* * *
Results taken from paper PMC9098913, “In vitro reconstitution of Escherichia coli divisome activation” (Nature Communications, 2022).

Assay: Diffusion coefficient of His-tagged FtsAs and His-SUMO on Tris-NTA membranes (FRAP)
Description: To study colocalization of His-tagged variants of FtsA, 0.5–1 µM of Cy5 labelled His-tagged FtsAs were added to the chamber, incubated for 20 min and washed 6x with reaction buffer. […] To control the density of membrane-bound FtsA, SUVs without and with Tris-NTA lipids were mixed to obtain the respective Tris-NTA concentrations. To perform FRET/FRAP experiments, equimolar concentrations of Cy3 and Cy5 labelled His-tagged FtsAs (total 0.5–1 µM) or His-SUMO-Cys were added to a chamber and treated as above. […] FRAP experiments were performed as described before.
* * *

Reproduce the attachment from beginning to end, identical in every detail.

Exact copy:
Results taken from paper PMC9098913, “In vitro reconstitution of Escherichia coli divisome activation” (Nature Communications, 2022).

Assay: Diffusion coefficient of His-tagged FtsAs and His-SUMO on Tris-NTA membranes (FRAP)
Description: To study colocalization of His-tagged variants of FtsA, 0.5–1 µM of Cy5 labelled His-tagged FtsAs were added to the chamber, incubated for 20 min and washed 6x with reaction buffer. […] To control the density of membrane-bound FtsA, SUVs without and with Tris-NTA lipids were mixed to obtain the respective Tris-NTA concentrations. To perform FRET/FRAP experiments, equimolar concentrations of Cy3 and Cy5 labelled His-tagged FtsAs (total 0.5–1 µM) or His-SUMO-Cys were added to a chamber and treated as above. […] FRAP experiments were performed as described before.